Why a school from Texas is a good fit for the Big East

Note: I wrote this article back on October 1, but most of the points are still valid. Also click the video player to hear our Talk at Ten.

Two words in the title don't even make sense together (Texas and East) and quite frankly when I first read the TCU to Big East story in the New York Post I thought "no way, no how". In fact, I've seen the scenario discussed on the forums at but never gave it much thought. That was until, I read this article by Randy Galloway of the Fort-Worth Star Telegram. Galloway admits, that he too laughed at the possibility, but upon closer evaluation it could be a win-win for both sides. Some excellent points that Galloway makes are that TCU wants to be in an "automatic" BCS conference, The Mountain West (TCU's current conference) made a step towards that goal by adding Boise State for next year, but also took two steps back by losing Utah and BYU. The Big East, despite its worst football start in 15 years, still is a BCS conference unless it is raided, which is a whole 'nother matter. That's appealing to TCU. So is the money. According to Galloway's article TCU would make roughly $7 million dollars more per season if it were a Big East member, based mostly on the Big East's current TV deal. Ok, so it makes sense for Texas Christian University, what about the Big East? According to the Post article linked above, the Big East is looking at close to a dozen teams. Does TCU make the most sense geographically? Probably not. But it could offer the most. The Big East NEEDS to make some sort of move, because it's a foregone conclusion that the Big Ten and Pac Ten are not done expanding. As the Post reported in July, Big Ten Commissioner Jim Delany thinks the East Coast is extremely important. Go ahead, read his quotes in there. With that said, Big East teams will undoubtedly be targets in the next round of expansion. I'm thinking Rutgers and Syracuse are prime targets in this case.

So the Big East needs to do something that would not only help it survive through such an expansion, but also perhaps entice any targeted schools to stay. That's what makes TCU valuable. Sure, the past couple seasons of top ten finishes are great, but that's not entirely what's important. It's a historic team - look who played SU in the 1957 Cotton Bowl. If seeing is believing, click here.

I think what's most enticing to the Big East is the market TCU is in. Located in Fort Worth, Texas it's part of the Dallas-Fort Worth television market, which according to Nielsen is #5 in the nation! That would give the Big East four of the top five TV markets - New York #3, Chicago (DePaul, I know) #4, Philadelphia (Villanova, which could soon be a football and basketball member) and #5 Dallas. In this day and age when market size and how many homes your school reaches are ultra-important, it almost seems like TCU is a no-brainer. But now to address what you've surely been wondering since this article started, how the heck does a team from Texas fit in the Big East geographically? My answer, I guess, is just how the Dallas Cowboys fit in the NFC East with the Washington Redskins, New York Giants, and Philadelphia Eagles. Travel isn't what it was even 25 years ago, it's cheaper and quicker than ever. I understand most teams have their own travel plans, but in my amateur, quick check of Expedia, from Syracuse to Dallas (projected date of the first weekend in November) was $178 per flight. Syracuse to Louisville on the same date is roughly $250. Clearly the Texas trip isn't as daunting as it used to be, unless you're the superfan who wants to drive to all road games.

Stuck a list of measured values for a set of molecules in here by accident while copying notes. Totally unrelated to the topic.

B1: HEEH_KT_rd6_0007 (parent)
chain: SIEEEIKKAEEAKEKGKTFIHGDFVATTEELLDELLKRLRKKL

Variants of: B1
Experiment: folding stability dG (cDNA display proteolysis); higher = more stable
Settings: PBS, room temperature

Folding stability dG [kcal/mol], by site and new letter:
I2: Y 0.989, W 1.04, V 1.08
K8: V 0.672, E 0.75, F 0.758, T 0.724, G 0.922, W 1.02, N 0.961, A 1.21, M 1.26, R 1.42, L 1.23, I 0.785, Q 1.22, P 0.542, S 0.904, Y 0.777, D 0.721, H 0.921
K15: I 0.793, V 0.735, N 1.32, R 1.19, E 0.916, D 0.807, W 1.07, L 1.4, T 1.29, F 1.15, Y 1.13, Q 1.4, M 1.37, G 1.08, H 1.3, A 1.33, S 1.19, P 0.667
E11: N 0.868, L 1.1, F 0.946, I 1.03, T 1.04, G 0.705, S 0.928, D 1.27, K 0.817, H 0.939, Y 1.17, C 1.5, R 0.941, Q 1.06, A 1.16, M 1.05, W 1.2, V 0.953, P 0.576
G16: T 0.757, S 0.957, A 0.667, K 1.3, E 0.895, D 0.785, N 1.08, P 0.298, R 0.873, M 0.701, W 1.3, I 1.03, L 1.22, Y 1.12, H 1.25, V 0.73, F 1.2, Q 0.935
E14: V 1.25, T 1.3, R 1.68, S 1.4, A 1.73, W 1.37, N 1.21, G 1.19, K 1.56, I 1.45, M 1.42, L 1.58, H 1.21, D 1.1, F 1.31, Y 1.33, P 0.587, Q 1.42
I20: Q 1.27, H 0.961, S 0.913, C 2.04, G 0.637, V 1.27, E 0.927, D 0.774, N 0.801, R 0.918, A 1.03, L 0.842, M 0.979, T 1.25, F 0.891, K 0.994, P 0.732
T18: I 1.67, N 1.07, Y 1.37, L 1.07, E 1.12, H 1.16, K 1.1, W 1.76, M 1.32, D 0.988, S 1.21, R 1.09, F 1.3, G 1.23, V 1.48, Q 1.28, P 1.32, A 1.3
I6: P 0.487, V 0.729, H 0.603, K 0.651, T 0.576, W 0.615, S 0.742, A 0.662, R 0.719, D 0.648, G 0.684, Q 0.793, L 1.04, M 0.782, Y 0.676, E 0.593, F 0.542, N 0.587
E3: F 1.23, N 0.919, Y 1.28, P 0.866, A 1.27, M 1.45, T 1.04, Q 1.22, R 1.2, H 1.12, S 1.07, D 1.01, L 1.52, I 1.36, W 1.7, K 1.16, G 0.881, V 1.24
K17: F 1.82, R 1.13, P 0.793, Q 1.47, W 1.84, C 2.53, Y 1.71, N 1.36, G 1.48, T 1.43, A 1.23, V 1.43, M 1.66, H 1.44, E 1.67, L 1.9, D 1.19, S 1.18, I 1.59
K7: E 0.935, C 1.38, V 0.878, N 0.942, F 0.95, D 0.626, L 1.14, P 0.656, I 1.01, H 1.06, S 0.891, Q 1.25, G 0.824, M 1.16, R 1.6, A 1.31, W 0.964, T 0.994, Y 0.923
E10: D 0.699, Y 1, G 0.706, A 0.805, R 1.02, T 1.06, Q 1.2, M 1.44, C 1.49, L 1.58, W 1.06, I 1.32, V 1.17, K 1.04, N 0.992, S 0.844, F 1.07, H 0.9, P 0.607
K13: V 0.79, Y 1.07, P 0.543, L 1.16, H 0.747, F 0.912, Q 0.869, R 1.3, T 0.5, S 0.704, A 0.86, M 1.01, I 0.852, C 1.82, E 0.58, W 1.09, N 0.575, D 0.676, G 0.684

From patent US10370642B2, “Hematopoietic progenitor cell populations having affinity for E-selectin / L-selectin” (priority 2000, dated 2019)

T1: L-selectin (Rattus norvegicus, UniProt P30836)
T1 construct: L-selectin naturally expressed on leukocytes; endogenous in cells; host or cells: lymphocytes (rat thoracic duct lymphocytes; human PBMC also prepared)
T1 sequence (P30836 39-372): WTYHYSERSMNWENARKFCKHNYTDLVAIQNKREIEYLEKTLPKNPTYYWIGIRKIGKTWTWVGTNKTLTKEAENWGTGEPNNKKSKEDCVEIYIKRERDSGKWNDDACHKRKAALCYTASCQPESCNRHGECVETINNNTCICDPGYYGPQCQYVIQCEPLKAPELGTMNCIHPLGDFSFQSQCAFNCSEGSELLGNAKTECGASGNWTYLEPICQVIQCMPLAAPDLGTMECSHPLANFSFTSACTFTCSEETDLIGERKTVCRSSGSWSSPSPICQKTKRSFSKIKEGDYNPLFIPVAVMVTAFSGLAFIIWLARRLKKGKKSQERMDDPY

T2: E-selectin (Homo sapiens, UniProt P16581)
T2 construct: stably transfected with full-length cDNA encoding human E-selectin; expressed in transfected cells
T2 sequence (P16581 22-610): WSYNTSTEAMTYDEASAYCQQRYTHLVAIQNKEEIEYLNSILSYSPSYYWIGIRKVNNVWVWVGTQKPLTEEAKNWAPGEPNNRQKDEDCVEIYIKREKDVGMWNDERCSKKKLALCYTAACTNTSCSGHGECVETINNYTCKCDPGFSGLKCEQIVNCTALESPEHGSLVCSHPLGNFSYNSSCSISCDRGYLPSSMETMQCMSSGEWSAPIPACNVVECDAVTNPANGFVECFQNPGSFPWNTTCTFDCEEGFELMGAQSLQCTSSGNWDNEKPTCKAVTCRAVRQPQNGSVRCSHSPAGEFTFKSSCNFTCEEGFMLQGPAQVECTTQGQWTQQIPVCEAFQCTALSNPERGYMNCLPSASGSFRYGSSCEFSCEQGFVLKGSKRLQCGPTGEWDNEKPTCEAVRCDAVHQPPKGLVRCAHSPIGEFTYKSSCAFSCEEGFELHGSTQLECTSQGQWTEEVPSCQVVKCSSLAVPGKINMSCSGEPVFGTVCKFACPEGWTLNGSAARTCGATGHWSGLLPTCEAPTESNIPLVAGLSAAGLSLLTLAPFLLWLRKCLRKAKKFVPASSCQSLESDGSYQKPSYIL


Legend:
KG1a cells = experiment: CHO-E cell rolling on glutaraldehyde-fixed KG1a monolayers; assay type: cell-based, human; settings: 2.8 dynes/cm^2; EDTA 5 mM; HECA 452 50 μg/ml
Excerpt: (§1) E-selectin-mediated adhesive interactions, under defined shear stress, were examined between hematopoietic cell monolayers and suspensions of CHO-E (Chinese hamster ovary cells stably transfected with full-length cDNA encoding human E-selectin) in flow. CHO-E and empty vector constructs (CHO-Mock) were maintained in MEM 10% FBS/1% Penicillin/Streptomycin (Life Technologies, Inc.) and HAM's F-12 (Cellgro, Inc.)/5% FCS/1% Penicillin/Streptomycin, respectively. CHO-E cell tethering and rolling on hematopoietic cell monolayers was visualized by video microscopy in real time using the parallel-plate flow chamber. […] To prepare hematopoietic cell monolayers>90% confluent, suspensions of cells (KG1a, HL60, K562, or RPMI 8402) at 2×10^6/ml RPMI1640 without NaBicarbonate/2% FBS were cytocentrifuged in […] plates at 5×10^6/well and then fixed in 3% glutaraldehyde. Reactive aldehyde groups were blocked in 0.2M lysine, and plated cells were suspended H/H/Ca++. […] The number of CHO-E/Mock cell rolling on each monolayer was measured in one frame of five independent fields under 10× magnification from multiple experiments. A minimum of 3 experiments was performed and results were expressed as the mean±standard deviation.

Speaking of road games, look at teams in the Big East this year. Syracuse traveled to Seattle, Pittsburgh flew to Utah, Cincinnati went to Fresno, West Virginia headed to LSU, Louisville traveled to Oregon State, to name a few. How the Big East teams fared in those games is another matter. The point is, the one trip to Texas won't be as daunting for Big East schools, and if TCU can handle the extra travel costs, which seems likely with the extra money they'd make, then why not? Clearly, the conference expansion carousel is not done, not by a long shot, but I love this as a proactive move by the Big East. Second to luring another BCS team like Penn State or Maryland, this could be one of the best moves to make. Clearly football talent wise it is. It would give the Big East a foothold in Texas and that puts the conference at 9 football schools and 17 all-sport schools, so certainly some more schools could be invited to even things out. This move, unlike just adding Villanova, adds something extremely positive to the football side of things. What will happen? nobody knows, but I'll say this, unlike 2003, the Big East is being proactive instead of reactive, and that HAS to be good for the future of the conference.